'Living Gears' Might Have Evolutionists Hopping Mad

When planthoppers hop, they really do pop. These tiny creatures fling themselves with such fury that, frankly, things would go awry if their jumping mechanisms were not properly tuned. For example, if one leg hopped a bit sooner or with slightly greater force than the other, the insect would just fling itself sideways. Good thing tiny gears synchronize their hind legs.

Well, technically the planthopper in question is a youngster—a nymph planthopper. But sure enough, Bristol biologist Greg Sutton found two minute rows of interlocking teeth at the base of the insect's legs. When it jumps, the gears mesh, keeping the two legs in lock-step. Sutton captured the gear action, which lasts for just a few milliseconds, using high-speed cameras. This remarkable mechanism helps the planthopper launch itself hundreds of times its body length with a single jump.

According to NPR Morning Edition, Sutton said this is "the first mechanical gear system ever observed in nature."1

It may be the first gear system ever actually observed, but it is not the first known. Scientists have been examining the effects of molecular gears for some time.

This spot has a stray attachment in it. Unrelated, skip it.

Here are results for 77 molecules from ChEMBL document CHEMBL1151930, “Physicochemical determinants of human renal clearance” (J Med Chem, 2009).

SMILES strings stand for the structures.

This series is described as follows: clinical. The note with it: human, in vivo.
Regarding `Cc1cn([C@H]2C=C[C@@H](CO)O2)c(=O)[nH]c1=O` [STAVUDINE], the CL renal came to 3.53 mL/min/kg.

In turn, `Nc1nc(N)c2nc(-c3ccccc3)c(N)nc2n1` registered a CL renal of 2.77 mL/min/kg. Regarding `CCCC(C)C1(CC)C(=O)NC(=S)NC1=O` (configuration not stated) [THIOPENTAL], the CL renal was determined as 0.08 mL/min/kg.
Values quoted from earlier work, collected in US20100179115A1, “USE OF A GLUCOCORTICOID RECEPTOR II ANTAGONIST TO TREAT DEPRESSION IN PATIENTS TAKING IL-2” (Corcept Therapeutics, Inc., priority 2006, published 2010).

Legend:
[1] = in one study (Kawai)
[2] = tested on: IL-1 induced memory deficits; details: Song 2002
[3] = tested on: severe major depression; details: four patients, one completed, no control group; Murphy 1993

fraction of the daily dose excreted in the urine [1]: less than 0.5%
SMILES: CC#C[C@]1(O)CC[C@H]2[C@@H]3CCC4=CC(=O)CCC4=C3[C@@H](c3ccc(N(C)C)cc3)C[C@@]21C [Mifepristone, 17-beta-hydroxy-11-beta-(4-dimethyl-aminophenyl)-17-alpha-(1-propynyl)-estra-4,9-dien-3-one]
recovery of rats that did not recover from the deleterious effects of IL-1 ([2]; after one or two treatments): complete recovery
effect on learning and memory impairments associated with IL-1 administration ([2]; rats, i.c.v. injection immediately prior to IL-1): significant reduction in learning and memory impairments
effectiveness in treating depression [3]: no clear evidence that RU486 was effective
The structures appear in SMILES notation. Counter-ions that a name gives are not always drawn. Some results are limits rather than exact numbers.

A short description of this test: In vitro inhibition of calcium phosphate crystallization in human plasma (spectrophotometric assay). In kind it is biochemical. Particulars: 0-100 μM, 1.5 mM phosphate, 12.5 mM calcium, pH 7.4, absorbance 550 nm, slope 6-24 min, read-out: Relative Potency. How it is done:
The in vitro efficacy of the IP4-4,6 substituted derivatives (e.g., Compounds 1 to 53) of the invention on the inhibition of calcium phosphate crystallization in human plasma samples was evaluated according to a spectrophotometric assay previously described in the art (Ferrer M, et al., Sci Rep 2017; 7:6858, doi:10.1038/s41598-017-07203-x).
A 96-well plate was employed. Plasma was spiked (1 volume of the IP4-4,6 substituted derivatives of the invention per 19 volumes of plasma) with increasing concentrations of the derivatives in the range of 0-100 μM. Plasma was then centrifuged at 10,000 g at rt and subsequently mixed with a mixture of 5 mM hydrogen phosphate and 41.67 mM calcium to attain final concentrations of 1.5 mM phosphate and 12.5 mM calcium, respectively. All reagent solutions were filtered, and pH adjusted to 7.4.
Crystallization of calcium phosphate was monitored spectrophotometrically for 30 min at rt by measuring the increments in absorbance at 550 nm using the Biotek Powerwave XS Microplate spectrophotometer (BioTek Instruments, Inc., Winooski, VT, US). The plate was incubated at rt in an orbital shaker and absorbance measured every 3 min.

Bacterial flagella, for instance, incorporate a gear system that runs at variable speeds—forward and reverse—and that even has a clutch that can disengage the motor from the flagellar propeller.2 In 2008, biochemists also reported molecular gears found in a viral DNA packaging motor.3

These examples—all appearing as if they just rolled out of a miniature machine-shop—clearly indicate a meticulous and intentional design too difficult for evolutionists to explain. Surely these living gears could only have been created.

References

  1. Cole, A. Living Gears Help This Bug Jump. NPR Morning Edition. Posted on npr.org September 13, 2013, accessed September 14, 2013.
  2. Thomas, B. Bacterial Clutch Denotes Design. Creation Science Update. Posted on icr.org July 1, 2008, accessed September 16, 2013.
  3. Thomas, B. Virus Motors Impossible for Evolution. Creation Science Update. Posted on icr.org January 9, 2009, accessed September 16, 2013.

* Mr. Thomas is Science Writer at the Institute for Creation Research.

Article posted on September 23, 2013.

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